snapValue prototype


#1

the current tip has the following prototype for Slider::snapValue

virtual double snapValue (double attemptedValue, bool userIsDragging);

while the .cpp has the following:

double Slider::snapValue (double attemptedValue, const bool)

Any reason for which the “const” attribute for the bool parameter has been removed?

In either case, one of the two prototypes should be changed for consistency with the other, I think.


#2

I’ve been removing a few unnecessary consts in the definitions lately. For a primitive type, the compiler ignores the const in the declaration, but it makes it a bit more cluttered and hard to read, so I’ve removed them. Having one in the definition, however, like any other const, won’t do any harm, and could catch the occasional slip-up, so is a good thing. The c++ standard specifically lets you make them different.


#3

yes, but it generates some warnings on Visual Studio 2008


#4

Ah, good old visual studio. You could disable the warning, or remove the const in your overloaded function definition. Either way it’ll make no difference to the code.


#5

It also makes a big difference when you grep the code (you won’t find the definition for a declaration).
Also maintenance is easier when you have exact same signature (that is, when you add a “&” to a parameter in the declaration, then the “const” in cpp make a big difference as the signature will change).

I think it’s sane practice to use the same definition than the declaration in all case.


#6

(There’s no point grepping for that string anyway - the definition and declaration may use different variable names, or have different spacing…)

The way I’m doing it now is the style encouraged in Sutter/Alexandrescu’s C++ Coding Standards. It’s not particularly important, and isn’t something I’d ever thought about until I read their book, but I definitely agree that this is a clearer way of doing it.


#7

This is wrong. Look at this code shows:

struct A
{
   virtual void method(const int a) = 0;
   virtual ~A() {}
};
struct B : public A
{
   void method(int b) {}
};
int main(int a, char ** v)
{
    B test; // error C2259: 'B' : cannot instantiate abstract class due to following members:
                // 'void __thiscall A::method(const int)' : pure virtual function was not defined
    return 0;
}

Well, if you understand grep as VS’s ‘find in files’, sure. grep does regular expression, and it’s definitively useful when you have tons of overload (like in << operator), and “find in file” would be useless (unless you’re addict to Find next button), while grep for “operator\s+<<\s*(\s*const\s+int” instantly goes to “operator << for const int”.

My second point still hold, if you use the same code for both, it’s still easier for noobies to “find in files” with the method signature minus return type (of course).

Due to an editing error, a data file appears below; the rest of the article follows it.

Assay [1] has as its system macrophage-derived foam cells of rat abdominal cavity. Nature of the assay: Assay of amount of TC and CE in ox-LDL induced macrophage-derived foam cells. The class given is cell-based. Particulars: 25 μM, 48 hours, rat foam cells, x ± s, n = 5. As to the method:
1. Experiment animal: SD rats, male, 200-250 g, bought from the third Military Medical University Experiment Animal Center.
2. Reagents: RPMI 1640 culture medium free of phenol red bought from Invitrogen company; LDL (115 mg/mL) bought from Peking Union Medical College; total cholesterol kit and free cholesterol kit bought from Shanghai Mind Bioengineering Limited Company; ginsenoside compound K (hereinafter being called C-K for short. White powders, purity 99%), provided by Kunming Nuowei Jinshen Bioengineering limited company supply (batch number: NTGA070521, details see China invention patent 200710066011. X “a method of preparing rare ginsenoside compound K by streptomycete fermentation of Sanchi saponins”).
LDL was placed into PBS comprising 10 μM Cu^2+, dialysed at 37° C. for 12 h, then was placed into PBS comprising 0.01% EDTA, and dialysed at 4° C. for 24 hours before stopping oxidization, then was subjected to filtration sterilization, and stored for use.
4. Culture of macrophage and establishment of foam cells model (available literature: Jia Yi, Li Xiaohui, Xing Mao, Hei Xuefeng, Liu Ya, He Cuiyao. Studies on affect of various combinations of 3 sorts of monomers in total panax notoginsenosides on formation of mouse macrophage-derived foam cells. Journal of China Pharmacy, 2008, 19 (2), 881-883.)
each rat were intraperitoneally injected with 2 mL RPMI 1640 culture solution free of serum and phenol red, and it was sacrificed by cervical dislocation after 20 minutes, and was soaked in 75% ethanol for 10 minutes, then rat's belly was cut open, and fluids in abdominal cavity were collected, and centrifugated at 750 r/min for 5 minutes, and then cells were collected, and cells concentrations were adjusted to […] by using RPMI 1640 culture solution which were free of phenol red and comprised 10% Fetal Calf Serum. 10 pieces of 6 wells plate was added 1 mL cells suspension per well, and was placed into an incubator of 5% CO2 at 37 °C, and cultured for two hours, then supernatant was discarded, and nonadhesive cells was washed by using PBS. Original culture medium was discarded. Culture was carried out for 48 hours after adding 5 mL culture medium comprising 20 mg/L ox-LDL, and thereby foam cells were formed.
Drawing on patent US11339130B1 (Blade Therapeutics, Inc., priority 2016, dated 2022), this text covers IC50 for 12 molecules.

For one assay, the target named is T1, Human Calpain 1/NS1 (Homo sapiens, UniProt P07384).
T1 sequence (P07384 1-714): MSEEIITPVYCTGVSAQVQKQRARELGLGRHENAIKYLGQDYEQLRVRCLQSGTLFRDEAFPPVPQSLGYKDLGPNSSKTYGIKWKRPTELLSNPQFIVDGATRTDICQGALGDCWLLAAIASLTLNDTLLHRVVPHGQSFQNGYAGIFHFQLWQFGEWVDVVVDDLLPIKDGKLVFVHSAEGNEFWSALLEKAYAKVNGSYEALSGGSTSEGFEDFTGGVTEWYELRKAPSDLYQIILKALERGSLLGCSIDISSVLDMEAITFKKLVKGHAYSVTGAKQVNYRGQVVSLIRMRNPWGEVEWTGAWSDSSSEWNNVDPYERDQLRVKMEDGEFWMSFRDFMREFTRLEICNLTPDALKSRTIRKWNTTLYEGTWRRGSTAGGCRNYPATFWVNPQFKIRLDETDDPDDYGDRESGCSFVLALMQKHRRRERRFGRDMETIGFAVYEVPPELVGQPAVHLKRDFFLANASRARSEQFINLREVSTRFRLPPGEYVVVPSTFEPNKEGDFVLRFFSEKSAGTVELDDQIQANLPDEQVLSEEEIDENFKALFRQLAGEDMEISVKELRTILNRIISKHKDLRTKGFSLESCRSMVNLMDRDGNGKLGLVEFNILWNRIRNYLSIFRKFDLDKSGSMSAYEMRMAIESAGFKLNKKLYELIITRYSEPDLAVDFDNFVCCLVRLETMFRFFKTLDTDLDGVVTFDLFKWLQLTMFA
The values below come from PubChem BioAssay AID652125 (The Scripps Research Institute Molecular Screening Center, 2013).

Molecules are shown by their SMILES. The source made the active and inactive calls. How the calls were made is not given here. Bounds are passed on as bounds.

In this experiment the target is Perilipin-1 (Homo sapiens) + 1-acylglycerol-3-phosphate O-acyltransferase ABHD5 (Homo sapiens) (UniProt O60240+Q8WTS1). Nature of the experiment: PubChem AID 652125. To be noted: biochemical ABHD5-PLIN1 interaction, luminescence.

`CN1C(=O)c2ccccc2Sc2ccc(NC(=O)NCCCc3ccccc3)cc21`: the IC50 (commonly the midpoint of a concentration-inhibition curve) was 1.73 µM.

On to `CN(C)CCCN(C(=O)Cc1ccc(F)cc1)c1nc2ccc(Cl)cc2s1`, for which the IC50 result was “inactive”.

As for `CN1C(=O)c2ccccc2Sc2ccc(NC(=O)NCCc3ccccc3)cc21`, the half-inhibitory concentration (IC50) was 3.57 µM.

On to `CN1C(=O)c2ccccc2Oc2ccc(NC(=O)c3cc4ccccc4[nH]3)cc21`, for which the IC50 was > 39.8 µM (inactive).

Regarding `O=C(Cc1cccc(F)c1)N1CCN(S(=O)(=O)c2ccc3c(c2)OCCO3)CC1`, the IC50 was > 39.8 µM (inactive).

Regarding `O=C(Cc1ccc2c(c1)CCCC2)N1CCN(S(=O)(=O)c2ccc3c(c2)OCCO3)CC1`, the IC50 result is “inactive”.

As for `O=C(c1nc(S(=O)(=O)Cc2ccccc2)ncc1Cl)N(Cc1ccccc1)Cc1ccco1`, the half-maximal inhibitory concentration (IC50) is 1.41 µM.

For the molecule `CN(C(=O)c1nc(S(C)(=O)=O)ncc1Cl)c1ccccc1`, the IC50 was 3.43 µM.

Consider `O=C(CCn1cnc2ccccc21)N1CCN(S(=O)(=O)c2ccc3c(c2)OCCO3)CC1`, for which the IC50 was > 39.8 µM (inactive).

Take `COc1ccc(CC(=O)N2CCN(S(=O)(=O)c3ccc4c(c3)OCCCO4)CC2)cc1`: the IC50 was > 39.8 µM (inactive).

I usually do copy & paste of the signature when writing the cpp file implementation.

Anyway, this has no impact to the code quality and the way it’s working, no impact to the client code functionality, but it’s a pain that we have to fix all our listeners in our code.
I hope you’ll release a 1.51 version soon and try to freeze the “API” because we always lag and spend too much time maintaining such “little” changes with so great impact.


#8

In fact, in virtual methods I’ve never deliberately used const parameters, but in scanning through the code recently I spotted a few places where I’d accidentally done so. Seems like a good time to correct that - sorry if it means there are a few places where a crappy piece of junk like VC6 will give an error (I assume you’re talking about VC6, because all other compilers would have no problem with your example code).

[quote]
I hope you’ll release a 1.51 version soon and try to freeze the “API” because we always lag and spend too much time maintaining such “little” changes with so great impact.[/quote]

That’s exactly what I’m doing - I’m not adding any new features at the moment, just trying to finish any minor tinkering like this, and get it all stable.


#9

You guessed right, I’ve tried in that “crappy piece of junk like” VS6. I’m amazed that other compiler should accept such different overload, maybe it’s time for me to read the C++ standard again.
I promise all new project will be using a decent compiler (if I could throw all Microsoft in the same time…) but for now, I maintain a big piece of work using VS6 and I can’t change.

Great, great, great!!! I really hope you’ll release soon.

BTW, I’ve had to modify “const”-ness in my last pull, and initially thought it was again a Git’s commit omission, but now I understand why you haven’t see such compiler error.
I’ll pull again by end of week and report any limbo left.


#10

FYI: VC8 does compile everything correctly, but gives a warning that earlier versions of the compiler didn’t behave correctly.


#11

We don’t have VS8 in our company (we have VS2005 and VS6, and of course gcc for posix stuff). Is there any real advantage to VS2008 (except increased memory & disk usage and the usual “newer is better”) ?
Does it mean that the current code will fail in VS2005 ?
Do you have the exact warning text ?

Also, the code compiles with no warning or error in Comeau. I’ll really need to read the standard…


#12

I’ve no idea what VC2005 would do, I don’t use it myself. The warning just says that in older versions, the const is treated differently.

It’s actually standards-compliant. And free.


#13

Maybe more standard compliant, but it’s definitively not free (unless you are speaking about the “Express” edition, but since there is no support for any extensions, to me, it’s only a slow interpreted frontend for a compiler you’ve to download and setup yourself). I hope you’ll create something very cool with the Jucer Reloaded, so that we don’t need to fire up a text editor that consume 500MB just to have colored lines with a “+” symbol on the left…